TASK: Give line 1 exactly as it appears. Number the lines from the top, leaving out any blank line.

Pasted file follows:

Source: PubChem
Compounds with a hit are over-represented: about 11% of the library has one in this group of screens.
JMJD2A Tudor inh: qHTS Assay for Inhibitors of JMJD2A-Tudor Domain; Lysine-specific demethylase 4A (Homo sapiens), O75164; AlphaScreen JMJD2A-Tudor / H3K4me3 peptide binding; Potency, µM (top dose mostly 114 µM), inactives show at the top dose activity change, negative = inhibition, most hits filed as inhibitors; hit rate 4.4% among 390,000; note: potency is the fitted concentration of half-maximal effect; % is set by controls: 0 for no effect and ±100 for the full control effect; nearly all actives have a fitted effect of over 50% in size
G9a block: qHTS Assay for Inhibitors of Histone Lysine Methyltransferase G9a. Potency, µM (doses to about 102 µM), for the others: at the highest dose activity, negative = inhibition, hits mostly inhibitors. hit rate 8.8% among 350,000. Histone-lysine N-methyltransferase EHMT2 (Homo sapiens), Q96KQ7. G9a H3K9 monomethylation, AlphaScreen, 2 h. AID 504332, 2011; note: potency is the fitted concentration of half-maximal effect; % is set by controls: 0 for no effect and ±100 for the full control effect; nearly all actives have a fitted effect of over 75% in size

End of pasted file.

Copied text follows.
Source: PubChem